The rules of the DVLA are clear once you get to the words you need to read.
In a 'nut shell', you need the invoice of the kit to prove it’s new with all the new parts listed for clarity or a sales sheet detailing the contents of the std kit of bits. If you buy a part completed kit it is essential you get that invoice or you are ‘Q plated’ or in the case of Robin Hood you have to pay for a chassis plate and a statement of age declaration (been there, done that).
They judge the car on what they refer to as the 5 major components of the car to determine its age classification: - Engine, suspension, transmission, body and chassis.
You are allowed one refurbished item in that group and they will want to see the invoices for each claimed new and refurbished item.
In most cases the engine as well as the transmission i.e. gearbox- rear diff drive shafts etc. could well be donor provided so you need to make sure you are covered, they do not dwell on the smaller components like the drive shafts but if there is a debate, invoices to prove they are new could swing the argument. At least clean and paint them so they look the part.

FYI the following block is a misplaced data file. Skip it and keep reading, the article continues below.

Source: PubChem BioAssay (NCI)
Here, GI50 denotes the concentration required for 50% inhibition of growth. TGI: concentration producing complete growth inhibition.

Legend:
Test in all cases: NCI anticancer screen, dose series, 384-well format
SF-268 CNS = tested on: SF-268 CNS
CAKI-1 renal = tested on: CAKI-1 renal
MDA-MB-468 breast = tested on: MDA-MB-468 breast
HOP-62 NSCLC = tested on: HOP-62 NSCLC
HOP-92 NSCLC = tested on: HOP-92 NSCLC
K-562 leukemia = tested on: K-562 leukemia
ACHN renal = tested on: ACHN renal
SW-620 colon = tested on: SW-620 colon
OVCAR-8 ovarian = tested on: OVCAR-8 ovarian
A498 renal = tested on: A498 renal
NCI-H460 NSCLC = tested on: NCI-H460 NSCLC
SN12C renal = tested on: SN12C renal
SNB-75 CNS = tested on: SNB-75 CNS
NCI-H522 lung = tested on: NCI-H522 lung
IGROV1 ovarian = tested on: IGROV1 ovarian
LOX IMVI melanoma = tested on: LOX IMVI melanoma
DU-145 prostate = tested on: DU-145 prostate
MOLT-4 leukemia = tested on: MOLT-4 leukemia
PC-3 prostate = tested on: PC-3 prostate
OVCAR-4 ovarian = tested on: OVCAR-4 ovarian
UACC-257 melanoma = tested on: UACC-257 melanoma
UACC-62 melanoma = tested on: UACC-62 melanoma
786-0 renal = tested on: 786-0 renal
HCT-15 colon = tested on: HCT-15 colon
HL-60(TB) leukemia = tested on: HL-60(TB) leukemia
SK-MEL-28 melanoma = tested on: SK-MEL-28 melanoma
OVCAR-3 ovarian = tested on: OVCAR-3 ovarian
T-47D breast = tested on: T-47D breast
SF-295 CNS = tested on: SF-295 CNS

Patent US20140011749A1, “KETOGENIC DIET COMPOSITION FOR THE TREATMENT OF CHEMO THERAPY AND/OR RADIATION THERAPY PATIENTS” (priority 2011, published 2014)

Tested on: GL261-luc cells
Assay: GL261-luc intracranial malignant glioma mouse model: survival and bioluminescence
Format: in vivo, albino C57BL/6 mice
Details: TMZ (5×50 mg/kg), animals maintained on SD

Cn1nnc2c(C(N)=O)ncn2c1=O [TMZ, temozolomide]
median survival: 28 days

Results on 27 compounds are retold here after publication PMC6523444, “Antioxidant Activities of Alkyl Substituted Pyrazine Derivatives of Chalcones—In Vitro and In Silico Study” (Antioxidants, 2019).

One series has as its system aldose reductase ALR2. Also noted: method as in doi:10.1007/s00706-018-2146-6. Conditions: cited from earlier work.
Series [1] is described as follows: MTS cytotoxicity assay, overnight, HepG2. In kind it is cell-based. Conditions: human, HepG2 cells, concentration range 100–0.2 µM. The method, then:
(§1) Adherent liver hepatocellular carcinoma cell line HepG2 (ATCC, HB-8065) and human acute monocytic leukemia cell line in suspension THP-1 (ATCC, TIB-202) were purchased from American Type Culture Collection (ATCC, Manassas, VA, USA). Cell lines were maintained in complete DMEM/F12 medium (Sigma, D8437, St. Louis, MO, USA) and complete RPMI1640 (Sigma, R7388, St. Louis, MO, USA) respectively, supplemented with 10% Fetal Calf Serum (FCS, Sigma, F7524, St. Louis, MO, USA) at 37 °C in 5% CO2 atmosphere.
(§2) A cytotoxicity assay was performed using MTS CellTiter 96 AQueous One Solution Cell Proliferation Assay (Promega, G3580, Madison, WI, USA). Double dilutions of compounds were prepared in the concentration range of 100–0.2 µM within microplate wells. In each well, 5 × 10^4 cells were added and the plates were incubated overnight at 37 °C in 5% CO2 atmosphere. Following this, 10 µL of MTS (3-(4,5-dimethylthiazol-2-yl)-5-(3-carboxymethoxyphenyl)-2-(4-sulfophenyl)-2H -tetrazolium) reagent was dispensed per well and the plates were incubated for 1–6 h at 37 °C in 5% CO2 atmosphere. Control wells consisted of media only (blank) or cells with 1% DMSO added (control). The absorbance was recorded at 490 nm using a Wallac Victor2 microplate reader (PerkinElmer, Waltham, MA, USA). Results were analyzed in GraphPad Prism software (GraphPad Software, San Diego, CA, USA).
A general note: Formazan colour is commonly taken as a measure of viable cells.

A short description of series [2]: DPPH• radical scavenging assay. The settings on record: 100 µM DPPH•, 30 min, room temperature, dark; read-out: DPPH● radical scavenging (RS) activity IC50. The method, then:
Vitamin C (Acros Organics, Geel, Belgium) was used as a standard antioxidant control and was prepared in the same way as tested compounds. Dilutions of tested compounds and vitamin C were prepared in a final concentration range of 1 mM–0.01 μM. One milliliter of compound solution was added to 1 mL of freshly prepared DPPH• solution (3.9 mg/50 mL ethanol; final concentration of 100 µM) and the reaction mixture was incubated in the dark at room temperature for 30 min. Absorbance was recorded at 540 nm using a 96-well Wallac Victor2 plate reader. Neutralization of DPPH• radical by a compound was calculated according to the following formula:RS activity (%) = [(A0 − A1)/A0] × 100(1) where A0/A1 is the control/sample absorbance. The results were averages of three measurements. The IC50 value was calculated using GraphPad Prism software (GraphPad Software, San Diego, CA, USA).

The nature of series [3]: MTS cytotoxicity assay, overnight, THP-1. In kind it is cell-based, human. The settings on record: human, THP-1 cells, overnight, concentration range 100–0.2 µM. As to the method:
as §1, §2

The VIC inspector if he attends your workshop does not make the decision, he collects the data and evidence and the judgement is made back at the office with his recommendation taken into account.
I have heard that if the Speedo reading is greater then 10 miles that is a negative so watch the test run mileage as you need all the positives you can get as there is little chance of appeal.
As I am on their mailing list as a builder I now get their regular post based news letter, I am sure that they would add others on request. One point they stated recently was that the DVLA now expect photographic evidence of donor’d parts, the old V5 is not sufficient to acquire an age related plate so keep a full record of the change process from rusty heap to butterfly, taking special care to capture the serial numbers where they exist, on the way through.
Hope this helps